Who Would’ve Thought (revisited 1/2015)

Who would’ve thought a celeb like Sherwood would be felled by a bit of toothpick or that I would find Winesburg, Ohio bookmarked with a napkin embossed with white bells and May 7, 1966, the date Al said “I do” to me, marking the place I left off? Or that I would stumble across a quote from Heart of Darkness by Joe Conrad: “We live, as we dream, alone.”

Slick paperbacks pass through my hands. Cloth bounds and leather bounds. Brushed-velveteen covers pass through my hands to the shelf, back again, to the table next to my bed, to my lap, the shelf, the chair arm. I roll on my side in the night and wake in the morning with an indented line running like half an X, temple to chin, from the hard edge of a book.

Who would’ve thought I would dream as I live? C.S. Lewis would’ve. Would’ve said to me, if he knew me and could, “We read to know we are not alone.” I would’ve read less, loved more. I would’ve, if I had known.

[After reading an article on The Poetess in America by Annie Finch]

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Lesson #60 : a.k.a. Mexico Time, October

Mexico is not in keeping with California’s clock,
timepieces here already fallen one hour back
of the border’s other side.

This makes for a zone of hands, one set lurching
forward without me in its minutes, day’s rewards
unborn, a knee I might scrape safely bent, not much
different between sheets as inside her womb.

Mick Jagger’s been elusive, a scarecrow taunt
of ticking beats: you-can’t-always-get-what
get-what get-what get-what

you want from a dream observed in an hour
yet to come, sleep stuck in a groove of pursuit;

or am I the one running the creases of time,
plumping the seconds inside my pillow, rearranging
sharp feather ends away from a cheek where the hands
spin.  Stage lights come up.  No, it’s the sun
rained through slats, wind stuttering them to thwack,
the rod where they attach, a watch stem.

~

[After “Bar Time” by Billy Collins, from Sailing Alone Around the Room]

September Scorpions

They are the color of golden french fries.
Drought brings them inside for water.
Already I have killed six
where they froze sensing movement.
If the orange bulb of venom did not dance with hurt
like a bauble hung to catch light,
I would scoop each onto a page of white
and carry them out to the field.
But fear races this heart.
The orange bulb pulses and I toss a tome
flattening these small lives.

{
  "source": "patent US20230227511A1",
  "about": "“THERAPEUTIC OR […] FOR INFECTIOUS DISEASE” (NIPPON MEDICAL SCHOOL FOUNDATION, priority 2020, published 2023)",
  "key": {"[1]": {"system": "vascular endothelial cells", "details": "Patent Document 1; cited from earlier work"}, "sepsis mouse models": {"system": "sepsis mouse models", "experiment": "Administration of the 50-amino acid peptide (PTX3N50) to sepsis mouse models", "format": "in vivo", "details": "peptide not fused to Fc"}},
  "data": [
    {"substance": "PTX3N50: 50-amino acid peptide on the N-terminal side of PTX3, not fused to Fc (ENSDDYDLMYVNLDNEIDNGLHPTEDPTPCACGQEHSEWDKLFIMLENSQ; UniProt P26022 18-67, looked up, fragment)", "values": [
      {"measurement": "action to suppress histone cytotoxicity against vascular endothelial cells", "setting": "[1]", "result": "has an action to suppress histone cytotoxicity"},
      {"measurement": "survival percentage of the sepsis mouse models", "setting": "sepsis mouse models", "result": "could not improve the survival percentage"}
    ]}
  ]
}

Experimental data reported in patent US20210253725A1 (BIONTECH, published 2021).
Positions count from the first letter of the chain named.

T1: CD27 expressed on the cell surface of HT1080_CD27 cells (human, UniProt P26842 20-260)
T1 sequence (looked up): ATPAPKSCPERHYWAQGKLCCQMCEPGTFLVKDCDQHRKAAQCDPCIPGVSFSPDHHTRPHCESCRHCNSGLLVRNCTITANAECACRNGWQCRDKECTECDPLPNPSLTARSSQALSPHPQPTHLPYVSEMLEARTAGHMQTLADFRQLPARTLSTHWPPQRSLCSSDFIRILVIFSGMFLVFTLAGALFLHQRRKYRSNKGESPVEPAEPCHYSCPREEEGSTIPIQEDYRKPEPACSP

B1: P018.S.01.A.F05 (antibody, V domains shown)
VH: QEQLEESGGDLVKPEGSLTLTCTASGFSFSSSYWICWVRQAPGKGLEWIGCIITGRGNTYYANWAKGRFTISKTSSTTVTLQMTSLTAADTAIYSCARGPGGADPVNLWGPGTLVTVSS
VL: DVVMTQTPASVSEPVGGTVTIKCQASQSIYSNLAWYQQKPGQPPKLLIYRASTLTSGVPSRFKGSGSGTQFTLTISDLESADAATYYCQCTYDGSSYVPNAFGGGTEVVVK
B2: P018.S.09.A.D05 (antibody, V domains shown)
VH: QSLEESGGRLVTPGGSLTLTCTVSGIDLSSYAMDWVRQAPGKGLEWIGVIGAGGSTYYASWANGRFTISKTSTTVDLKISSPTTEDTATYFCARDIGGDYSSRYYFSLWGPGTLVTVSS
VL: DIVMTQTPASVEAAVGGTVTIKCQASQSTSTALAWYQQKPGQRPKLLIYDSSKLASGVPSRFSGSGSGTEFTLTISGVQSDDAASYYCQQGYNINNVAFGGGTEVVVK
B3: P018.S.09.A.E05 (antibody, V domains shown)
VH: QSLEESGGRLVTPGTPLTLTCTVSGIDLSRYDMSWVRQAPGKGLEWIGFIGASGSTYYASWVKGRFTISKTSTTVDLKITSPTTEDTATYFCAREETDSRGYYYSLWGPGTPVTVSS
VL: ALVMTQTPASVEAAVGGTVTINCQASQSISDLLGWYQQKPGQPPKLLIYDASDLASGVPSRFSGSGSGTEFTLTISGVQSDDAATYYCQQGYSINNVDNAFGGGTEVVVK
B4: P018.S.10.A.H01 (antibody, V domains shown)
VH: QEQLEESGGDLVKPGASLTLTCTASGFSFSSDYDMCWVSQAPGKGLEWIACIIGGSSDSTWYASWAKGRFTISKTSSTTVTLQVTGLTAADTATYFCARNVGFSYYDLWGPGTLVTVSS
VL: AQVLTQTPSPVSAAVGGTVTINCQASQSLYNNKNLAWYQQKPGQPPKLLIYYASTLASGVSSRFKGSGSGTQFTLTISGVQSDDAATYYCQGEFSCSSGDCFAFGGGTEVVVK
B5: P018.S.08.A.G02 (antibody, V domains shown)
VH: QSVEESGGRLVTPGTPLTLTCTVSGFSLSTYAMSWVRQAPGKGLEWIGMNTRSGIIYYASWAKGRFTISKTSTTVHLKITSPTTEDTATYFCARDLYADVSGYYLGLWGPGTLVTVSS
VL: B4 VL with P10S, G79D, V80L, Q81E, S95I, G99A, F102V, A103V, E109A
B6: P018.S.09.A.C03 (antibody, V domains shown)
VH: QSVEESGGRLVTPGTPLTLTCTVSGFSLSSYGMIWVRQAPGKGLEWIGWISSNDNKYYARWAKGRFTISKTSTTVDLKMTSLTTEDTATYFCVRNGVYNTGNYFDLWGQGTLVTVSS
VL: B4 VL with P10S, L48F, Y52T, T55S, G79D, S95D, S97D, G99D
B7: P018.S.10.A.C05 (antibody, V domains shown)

Rain would save us this grief
like a widely arced flag of surrender.
A truce would ensue between creatures
and these books, these tomb markers
would rise and regain alignments on shelves.
These weighted words, these poisons –
these sabers rattled against what’s not understood.
I am the color of killing,
more orange than the bauble of tails.

Dia de los Muertos: Conversations

There are the marigolds bunched to earth with flounces of amarillo, castanets on their sepals, dust narnaja on the garden fingers where little bones baille on headstones and sugar teeth are azul.  There are the sombreros negra laced with silver, pumpkin seed pearls bleached blanca, cinnamon and manzanas rojas.  There are the little bones turned of dust, noon or sunset, la noche y la mañana, little bones turned of dust.  They become the trickle that feeds stones and sheep with song.  When they laugh, the wind sighs and silences, sighs and silences like bells hung on a new moon when la bruja’s skirts flash past.
        The Lady of the Dead is dust and whispers to dust, telling them who sits with marigolds blossoming from their chests.  She loves the sighs and silences between fists and bowls of grain, how the grain plays armónica, y el perro thumps la pandereta, and all the little bones dance. 
        When did marigolds learn flamenco?  When did they don castanets?  When did I hear the little bones singing on their way to dust?  The child girl with ears as long as a truck has climbed up the ribs of the woman to hear what she heard at one.  And a smaller child, who nests inside, has climbed up the ladder of neck to hear the bells toll on.   
        I will hear them talking, one speck of bone to the next, and the next, and then they will turn to me, me with my azul teeth, me with my marigold skirts y camisas rojas, me with blossoms amarillos floating over this cabeza del azúcar where loco thoughts once curled, and we will dance, the way little bones dance, until we are singing water, dew on the bells of the moon.

Who Would’ve Thought (revisited)

Who would’ve thought a celeb like Sherwood would be felled by a bit of toothpick or that I would find Winesburg, Ohio bookmarked with a napkin embossed with white bells and May 7, 1966, the date Al said “I do” to me, marking the place I left off? Or that I would stumble across a quote from Heart of Darkness by Joe Conrad: “We live, as we dream, alone.”

Slick paperbacks pass through my hands. Cloth bounds and leather bounds. Brushed-velveteen covers pass through my hands to the shelf, back again, to the table next to my bed, to my lap, the shelf, the chair arm. I roll on my side in the night and wake in the morning with an indented line running like half an X, temple to chin, from the hard edge of a book.

Who would’ve thought I would dream as I live? C.S. Lewis would’ve. Would’ve said to me, if he knew me and could, “We read to know we are not alone.” I would’ve read less, loved more. I would’ve, if I had known.

[After reading an article on The Poetess in America by Annie Finch]